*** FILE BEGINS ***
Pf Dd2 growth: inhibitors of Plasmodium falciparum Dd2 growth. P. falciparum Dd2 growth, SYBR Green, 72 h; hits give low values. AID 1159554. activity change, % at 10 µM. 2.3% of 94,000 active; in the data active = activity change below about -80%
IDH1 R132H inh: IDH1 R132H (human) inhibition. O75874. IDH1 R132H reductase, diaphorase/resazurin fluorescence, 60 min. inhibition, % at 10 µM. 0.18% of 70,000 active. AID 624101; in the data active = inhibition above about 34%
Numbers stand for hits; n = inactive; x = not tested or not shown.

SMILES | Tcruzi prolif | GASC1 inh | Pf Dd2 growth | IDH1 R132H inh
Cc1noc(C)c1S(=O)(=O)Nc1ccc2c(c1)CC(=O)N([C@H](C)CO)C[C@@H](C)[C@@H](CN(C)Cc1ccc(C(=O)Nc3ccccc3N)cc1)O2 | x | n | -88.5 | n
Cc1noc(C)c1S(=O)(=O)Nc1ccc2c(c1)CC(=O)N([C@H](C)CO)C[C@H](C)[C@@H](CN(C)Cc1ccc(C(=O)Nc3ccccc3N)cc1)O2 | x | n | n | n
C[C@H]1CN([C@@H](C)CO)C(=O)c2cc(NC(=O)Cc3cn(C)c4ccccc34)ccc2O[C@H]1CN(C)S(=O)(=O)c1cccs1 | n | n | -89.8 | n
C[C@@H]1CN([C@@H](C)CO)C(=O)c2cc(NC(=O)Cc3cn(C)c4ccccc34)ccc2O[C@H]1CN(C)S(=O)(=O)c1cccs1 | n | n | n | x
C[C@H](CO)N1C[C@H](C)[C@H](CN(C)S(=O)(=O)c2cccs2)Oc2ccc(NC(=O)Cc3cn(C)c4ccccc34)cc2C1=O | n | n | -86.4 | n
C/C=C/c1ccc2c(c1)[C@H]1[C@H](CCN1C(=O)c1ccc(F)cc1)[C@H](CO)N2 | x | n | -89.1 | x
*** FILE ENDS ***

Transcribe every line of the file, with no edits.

Pf Dd2 growth: inhibitors of Plasmodium falciparum Dd2 growth. P. falciparum Dd2 growth, SYBR Green, 72 h; hits give low values. AID 1159554. activity change, % at 10 µM. 2.3% of 94,000 active; in the data active = activity change below about -80%
IDH1 R132H inh: IDH1 R132H (human) inhibition. O75874. IDH1 R132H reductase, diaphorase/resazurin fluorescence, 60 min. inhibition, % at 10 µM. 0.18% of 70,000 active. AID 624101; in the data active = inhibition above about 34%
Numbers stand for hits; n = inactive; x = not tested or not shown.

SMILES | Tcruzi prolif | GASC1 inh | Pf Dd2 growth | IDH1 R132H inh
Cc1noc(C)c1S(=O)(=O)Nc1ccc2c(c1)CC(=O)N([C@H](C)CO)C[C@@H](C)[C@@H](CN(C)Cc1ccc(C(=O)Nc3ccccc3N)cc1)O2 | x | n | -88.5 | n
Cc1noc(C)c1S(=O)(=O)Nc1ccc2c(c1)CC(=O)N([C@H](C)CO)C[C@H](C)[C@@H](CN(C)Cc1ccc(C(=O)Nc3ccccc3N)cc1)O2 | x | n | n | n
C[C@H]1CN([C@@H](C)CO)C(=O)c2cc(NC(=O)Cc3cn(C)c4ccccc34)ccc2O[C@H]1CN(C)S(=O)(=O)c1cccs1 | n | n | -89.8 | n
C[C@@H]1CN([C@@H](C)CO)C(=O)c2cc(NC(=O)Cc3cn(C)c4ccccc34)ccc2O[C@H]1CN(C)S(=O)(=O)c1cccs1 | n | n | n | x
C[C@H](CO)N1C[C@H](C)[C@H](CN(C)S(=O)(=O)c2cccs2)Oc2ccc(NC(=O)Cc3cn(C)c4ccccc34)cc2C1=O | n | n | -86.4 | n
C/C=C/c1ccc2c(c1)[C@H]1[C@H](CCN1C(=O)c1ccc(F)cc1)[C@H](CO)N2 | x | n | -89.1 | x